Joseph Mallord William Turner

The Blue Rigi: Sample Study


Joseph Mallord William Turner 1775–1851
Watercolour on paper
Support: 230 x 326 mm
Accepted by the nation as part of the Turner Bequest 1856
Turner Bequest CCCLXIV 330

Display caption

Turner created a sequence of watercolours showing Mount Rigi seen from the same spot across Lake Lucerne. Each evokes the light effects of different times of day. The results were quite unlike the conventionally Picturesque’ charms of the landscape paintings that dominated the art market and exhibitions.

Even Ruskin seemed a little uncertain what to make of the series ;he wrote
‘I cannot tell why Turner was so fond of the Mount Rigi’. For many modern viewers such designs bring to mind the Impressionist painter Claude Monet's later painted series.

Gallery label, September 2004

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Technique and condition

Turner painted the composition on white wove paper, without any initial pencil drawing, using transparent watercolour washes. The materials were not analysed. The blue washes have faded and the original hue must have been bluer, as can be deduced from a darker blue visible along the upper edge, once covered by a window mount. Yellow washes may have faded. Furthermore, the paper will have yellowed over time at least to a slight degree, so the overall appearance will now be more yellow than it was meant to be.
The subject was copied by a practised watercolourist, Charlotte Caspers,1 using some of the studio pigments surviving in large volumes in the Turner Bequest, hand-ground in gum arabic, the medium Turner used on many occasions. These were applied to a reproduction ‘Turner white’ paper made for research purposes from linen and cotton fibres, glue-sized by dipping as were Turner’s own papers, and therefore with a similar thickness, and absorbency. Turner’s paper has a finer structure and is darker in tone: more buff coloured. Prussian blue, chrome yellow, gamboges (deep yellow), yellow, brown, purplish red and more typically red madder lake were used from the studio pigments, and two later nineteenth-century watercolour boxes were used to provide bone black and burnt umber. The reconstruction was started with a graphite pencil sketch for the general outline, a necessary substitution for the thought processes of another artist when a copy is being made. The paper was not ‘stretched’, that is, taped down on a flat surface before it was wetted, and when de-ionised water applied with a sponge, it immediately developed some disturbing distortions. There is evidence for Turner’s use of taping in only a few works in the Bequest, but it facilitates the use of glue-sized paper, for an artist much less familiar with its response than was Turner.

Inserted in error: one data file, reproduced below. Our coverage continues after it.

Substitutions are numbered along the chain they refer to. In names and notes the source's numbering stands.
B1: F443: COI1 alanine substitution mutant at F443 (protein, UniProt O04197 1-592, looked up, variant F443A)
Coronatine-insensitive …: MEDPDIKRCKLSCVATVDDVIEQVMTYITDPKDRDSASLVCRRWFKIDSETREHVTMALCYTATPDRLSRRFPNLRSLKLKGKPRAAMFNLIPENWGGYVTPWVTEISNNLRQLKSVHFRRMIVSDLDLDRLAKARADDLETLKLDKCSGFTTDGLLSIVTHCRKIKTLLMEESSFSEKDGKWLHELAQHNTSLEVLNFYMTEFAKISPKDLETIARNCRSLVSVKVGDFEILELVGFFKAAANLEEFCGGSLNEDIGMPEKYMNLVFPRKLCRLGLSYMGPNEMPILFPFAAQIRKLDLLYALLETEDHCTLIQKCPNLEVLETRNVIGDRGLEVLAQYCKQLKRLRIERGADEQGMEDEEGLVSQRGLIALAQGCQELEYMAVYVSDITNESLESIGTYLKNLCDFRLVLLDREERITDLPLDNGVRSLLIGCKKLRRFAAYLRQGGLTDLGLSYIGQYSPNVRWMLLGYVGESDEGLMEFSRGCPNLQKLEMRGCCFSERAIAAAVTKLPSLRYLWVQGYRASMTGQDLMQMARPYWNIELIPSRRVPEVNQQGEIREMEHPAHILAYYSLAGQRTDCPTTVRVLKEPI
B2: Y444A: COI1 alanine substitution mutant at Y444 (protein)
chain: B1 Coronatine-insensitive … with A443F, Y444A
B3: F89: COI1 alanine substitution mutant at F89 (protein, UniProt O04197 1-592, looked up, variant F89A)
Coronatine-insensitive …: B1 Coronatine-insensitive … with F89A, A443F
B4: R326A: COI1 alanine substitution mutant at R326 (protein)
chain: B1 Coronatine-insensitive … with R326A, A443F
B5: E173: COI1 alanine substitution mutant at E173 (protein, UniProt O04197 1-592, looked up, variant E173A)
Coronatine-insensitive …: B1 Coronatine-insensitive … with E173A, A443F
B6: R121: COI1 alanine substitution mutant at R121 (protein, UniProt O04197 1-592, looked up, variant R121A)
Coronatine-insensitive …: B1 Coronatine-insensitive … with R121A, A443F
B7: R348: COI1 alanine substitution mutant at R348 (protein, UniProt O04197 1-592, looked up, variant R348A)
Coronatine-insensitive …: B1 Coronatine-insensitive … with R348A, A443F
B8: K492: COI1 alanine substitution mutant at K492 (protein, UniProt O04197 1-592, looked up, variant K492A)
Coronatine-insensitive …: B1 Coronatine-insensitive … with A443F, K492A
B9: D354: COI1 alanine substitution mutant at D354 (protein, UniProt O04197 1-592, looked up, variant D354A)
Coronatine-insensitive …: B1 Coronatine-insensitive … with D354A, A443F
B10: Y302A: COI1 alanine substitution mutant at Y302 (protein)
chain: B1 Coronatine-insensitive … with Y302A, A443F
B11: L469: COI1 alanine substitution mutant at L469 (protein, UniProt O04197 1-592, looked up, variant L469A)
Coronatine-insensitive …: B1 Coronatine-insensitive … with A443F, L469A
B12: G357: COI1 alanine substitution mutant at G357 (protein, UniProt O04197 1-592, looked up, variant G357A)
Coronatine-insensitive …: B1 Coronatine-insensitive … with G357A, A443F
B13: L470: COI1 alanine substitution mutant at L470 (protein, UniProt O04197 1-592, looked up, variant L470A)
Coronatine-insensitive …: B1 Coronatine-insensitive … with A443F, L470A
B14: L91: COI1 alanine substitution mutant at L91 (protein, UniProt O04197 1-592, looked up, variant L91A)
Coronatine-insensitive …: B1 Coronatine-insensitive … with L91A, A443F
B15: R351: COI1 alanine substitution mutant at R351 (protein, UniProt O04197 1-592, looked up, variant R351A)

The painting is well planned and is painted less spontaneously than other Rigi studies such as Red Rigi: Sample Study (Tate D36060; Turner Bequest CCCLXIV 214). During the painting process, the mountain was developed from different transparent layers. Soft colour transitions are essential in this work to create the right atmosphere. They are achieved by the application of a fluid paint and later application of small, relatively dry paint strokes. Occasionally a broader use of the brush can be observed. Colour contrast between yellow and blue is important to the tonal structure of this watercolour and can be compared to the tonality of many of Turner’s other watercolours made during the 1820s and thereafter.

Charlotte Caspers
December 2008

Revised by Joyce Townsend
March 2011

Charlotte Caspers, ‘Reconstructing 19th-Century British Watercolour Paint’, unpublished thesis for postgraduate course in conservation of easel paintings with specialisation in ‘Historical Reconstructions and Painting Techniques’, Stichting Restauratie Atelier Limburg (SRAL), Maastricht 2008, pp.66–7.


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